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Schwartz's Manual of Surgery forced upon me

Discussion in 'Surgery and Surgical Subspecialties' started by SLUser11, Apr 24, 2007.

  1. SLUser11

    SLUser11 CRS 10+ Year Member

    Feb 22, 2005
    Dear co-residents,
    Despite my whining and crying that I've already highlighted Sabiston, which took a long f-ing time, and necessitated me carrying that stupid, [email protected] book around all year, my program is switching to Schwartz for our readings next year. I personally don't agree with the move, especially since most of us did really well on the junior ABSITE......

    For those people who have experience with both textbooks, does Schwartz have something unique to offer? Do you think I'll benefit more from reading Schwartz than from re-reading Sabiston? I don't think I'll have time to do both.

    Please let me know what you think. As minor as it sounds, I feel very emotionally invested in my current textbook now that it carries three different colors of highlighter, and I hate to waste $150 of educational money on a textbook that says the same thing in minorly different way.

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  3. njbmd

    njbmd Guest Moderator Emeritus 5+ Year Member

    May 30, 2001
    Gone Walkabout!
    My program used Sabiston's but plenty of people read Schwartz (and Greenfield). It's easier to read the book that your program uses but you can skim the library copy and keep reading any one of the "big three". All of these books are comparable as basic texts.

    If my program changed books tomorrow, I would probably not purchase another text. If they gave me the new text (how I acquired Sabiston's in the first place), I would not turn it down but I would not rush out to purchase another text if the one that I have is adequate. Schwartz, Greenfield and Sabiston are all comparable and adequate for surgical text reading.
  4. Winged Scapula

    Winged Scapula Cougariffic! Staff Member Administrator Physician Faculty Lifetime Donor Classifieds Approved 15+ Year Member

    Apr 9, 2000
    hSDN Member
    I agree with njbmd....there is no need to run out and buy your program's choice of book when you can easily borrow it from the library, another resident, etc. If you have formed a relationship (and it sounds like you have a close one with Sabiston ;) ) with a book, you will do well regardless of what text your program uses. You can read the relevant chapters in Sabiston for the educational sessions and skim the same in Schwartz.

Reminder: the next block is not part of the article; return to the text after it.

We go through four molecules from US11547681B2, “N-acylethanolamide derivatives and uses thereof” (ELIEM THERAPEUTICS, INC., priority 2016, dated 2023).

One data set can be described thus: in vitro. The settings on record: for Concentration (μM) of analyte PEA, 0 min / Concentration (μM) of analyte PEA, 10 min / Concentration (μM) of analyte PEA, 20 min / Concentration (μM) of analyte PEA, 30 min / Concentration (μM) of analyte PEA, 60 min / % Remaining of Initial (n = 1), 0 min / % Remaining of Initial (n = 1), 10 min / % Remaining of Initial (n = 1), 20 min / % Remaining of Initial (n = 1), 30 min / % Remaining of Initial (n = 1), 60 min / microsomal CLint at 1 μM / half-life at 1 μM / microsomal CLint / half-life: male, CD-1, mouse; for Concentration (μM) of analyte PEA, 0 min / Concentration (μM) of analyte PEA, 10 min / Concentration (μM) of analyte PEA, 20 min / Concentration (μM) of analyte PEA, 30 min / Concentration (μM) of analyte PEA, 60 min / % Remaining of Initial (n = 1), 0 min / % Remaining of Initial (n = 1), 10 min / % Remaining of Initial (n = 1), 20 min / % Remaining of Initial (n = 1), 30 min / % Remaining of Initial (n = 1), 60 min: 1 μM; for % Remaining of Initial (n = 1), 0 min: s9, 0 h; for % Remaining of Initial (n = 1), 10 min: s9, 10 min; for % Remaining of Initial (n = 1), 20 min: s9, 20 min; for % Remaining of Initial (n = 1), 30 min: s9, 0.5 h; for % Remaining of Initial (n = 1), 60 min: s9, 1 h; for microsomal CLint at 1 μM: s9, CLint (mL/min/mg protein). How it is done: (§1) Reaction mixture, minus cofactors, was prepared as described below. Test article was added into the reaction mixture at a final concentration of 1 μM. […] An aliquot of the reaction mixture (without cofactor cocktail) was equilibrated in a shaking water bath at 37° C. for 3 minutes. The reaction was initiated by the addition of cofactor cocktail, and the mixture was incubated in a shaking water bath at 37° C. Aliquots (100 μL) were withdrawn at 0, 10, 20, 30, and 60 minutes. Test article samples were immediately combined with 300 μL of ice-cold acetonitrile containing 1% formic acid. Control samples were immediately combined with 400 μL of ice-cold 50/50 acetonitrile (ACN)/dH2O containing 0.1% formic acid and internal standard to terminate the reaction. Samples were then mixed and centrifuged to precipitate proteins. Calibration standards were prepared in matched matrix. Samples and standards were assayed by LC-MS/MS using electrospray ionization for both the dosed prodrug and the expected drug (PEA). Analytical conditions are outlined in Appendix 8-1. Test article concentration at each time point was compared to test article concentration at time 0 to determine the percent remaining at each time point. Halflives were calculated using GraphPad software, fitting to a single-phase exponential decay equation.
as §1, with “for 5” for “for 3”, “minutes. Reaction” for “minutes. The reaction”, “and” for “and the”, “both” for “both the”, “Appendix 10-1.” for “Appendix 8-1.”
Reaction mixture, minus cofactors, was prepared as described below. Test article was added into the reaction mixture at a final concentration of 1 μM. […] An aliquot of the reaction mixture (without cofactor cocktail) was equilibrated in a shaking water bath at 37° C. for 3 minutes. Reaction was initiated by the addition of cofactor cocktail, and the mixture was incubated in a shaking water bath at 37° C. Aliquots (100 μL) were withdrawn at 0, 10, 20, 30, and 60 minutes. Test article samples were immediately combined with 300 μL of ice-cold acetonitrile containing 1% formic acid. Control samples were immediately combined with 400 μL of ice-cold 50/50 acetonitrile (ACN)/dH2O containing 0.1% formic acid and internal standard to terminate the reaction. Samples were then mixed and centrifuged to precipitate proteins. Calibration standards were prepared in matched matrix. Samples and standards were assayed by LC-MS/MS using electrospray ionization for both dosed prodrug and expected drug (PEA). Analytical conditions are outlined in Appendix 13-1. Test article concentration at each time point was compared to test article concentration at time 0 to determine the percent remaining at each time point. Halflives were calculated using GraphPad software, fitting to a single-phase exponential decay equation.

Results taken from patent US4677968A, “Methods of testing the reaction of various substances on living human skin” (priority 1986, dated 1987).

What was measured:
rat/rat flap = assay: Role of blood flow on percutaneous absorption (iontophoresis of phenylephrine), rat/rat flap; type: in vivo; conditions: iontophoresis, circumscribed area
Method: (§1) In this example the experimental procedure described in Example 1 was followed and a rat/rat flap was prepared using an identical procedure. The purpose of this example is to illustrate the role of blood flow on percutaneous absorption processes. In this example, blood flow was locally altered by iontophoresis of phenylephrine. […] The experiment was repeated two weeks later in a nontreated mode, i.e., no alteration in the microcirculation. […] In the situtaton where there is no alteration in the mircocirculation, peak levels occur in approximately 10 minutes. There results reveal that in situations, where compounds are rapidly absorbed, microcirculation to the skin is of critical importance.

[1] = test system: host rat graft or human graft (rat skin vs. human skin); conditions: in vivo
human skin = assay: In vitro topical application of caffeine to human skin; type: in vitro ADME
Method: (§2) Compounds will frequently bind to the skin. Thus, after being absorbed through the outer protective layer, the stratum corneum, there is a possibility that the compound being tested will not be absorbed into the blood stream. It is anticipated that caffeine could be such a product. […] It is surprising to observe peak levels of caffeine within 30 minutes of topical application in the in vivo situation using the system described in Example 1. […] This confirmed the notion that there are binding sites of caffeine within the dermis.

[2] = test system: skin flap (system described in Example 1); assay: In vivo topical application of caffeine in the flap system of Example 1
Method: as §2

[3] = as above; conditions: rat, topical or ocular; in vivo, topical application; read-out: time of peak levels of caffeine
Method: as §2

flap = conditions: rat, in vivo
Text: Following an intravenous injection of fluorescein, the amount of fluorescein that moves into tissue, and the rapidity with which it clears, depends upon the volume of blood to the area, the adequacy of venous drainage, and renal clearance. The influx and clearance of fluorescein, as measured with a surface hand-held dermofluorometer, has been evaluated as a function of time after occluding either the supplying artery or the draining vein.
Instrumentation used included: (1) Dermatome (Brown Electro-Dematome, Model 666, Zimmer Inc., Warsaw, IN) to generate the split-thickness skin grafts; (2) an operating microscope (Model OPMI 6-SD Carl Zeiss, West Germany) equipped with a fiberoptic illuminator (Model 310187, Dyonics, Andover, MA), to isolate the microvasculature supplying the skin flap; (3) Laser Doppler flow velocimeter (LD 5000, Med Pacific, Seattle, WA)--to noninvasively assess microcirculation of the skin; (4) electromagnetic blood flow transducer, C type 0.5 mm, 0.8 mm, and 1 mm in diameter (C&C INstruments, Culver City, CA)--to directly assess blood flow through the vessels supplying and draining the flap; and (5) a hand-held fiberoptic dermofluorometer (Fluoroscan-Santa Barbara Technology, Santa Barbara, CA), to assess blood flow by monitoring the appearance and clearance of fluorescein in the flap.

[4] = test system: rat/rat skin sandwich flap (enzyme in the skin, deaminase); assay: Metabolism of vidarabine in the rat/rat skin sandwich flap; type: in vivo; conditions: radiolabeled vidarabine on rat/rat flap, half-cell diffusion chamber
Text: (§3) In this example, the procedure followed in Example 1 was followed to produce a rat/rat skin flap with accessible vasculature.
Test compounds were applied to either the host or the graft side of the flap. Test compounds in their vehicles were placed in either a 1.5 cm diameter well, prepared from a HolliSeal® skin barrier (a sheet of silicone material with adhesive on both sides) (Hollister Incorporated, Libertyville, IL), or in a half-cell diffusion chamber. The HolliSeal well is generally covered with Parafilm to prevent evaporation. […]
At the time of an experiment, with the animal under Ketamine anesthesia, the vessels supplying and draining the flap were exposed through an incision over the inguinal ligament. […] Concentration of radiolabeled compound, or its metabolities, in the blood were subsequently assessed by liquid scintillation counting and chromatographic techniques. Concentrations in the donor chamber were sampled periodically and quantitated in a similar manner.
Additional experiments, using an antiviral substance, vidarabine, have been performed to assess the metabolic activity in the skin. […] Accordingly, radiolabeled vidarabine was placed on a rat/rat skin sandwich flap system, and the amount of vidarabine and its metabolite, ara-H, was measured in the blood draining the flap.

I have Schwartz which I was given and frankly, found it no different than any of the other books. It is very dusty at this point.
  5. SLUser11

    SLUser11 CRS 10+ Year Member

    Feb 22, 2005
    I appreciate your input, and it sounds like the books are equivalent, and there isn't a strong benefit from reading each separately. I feel the same way, but my voting co-interns don't share my lack of desire to start from scratch.
  6. In the end, you need to pass your boards and that will require reading at least one reputable textbook. Most programs have an academic cycle based on getting through a "chosen" textbook cover to cover at least twice before graduation (i.e. "two year cycle"). Some programs do actually have a alternating cycle and flip flop back and forth between TWO textbooks. No textbook is perfect. If you have gotten through Sabiston, it will not hurt you to get through Schwartz. You might find yourself reading faster through the new textbook because your base fund of knowledge is good as a result of Sabiston. Then go back through Sabiston....

    It doesn't matter. If you are getting through a textbook, your ABSITE is reflecting good knowledge retention, and you learn enough to pass you boards, you are succeeding in residency. You need to do what works for your learning style and gives you the greatest fund of knowledge... it will be good for your boards and good for your future patients.
    Last edited by a moderator: Aug 30, 2008
  7. Just one final set of points:
    1. Don't get so emotionally invested in that book... it's only a tool
    2. Talk to a pharmaceutical rep or surgical device distributor and have them get you the book if your book fund money is too limited.
    Last edited by a moderator: Aug 30, 2008

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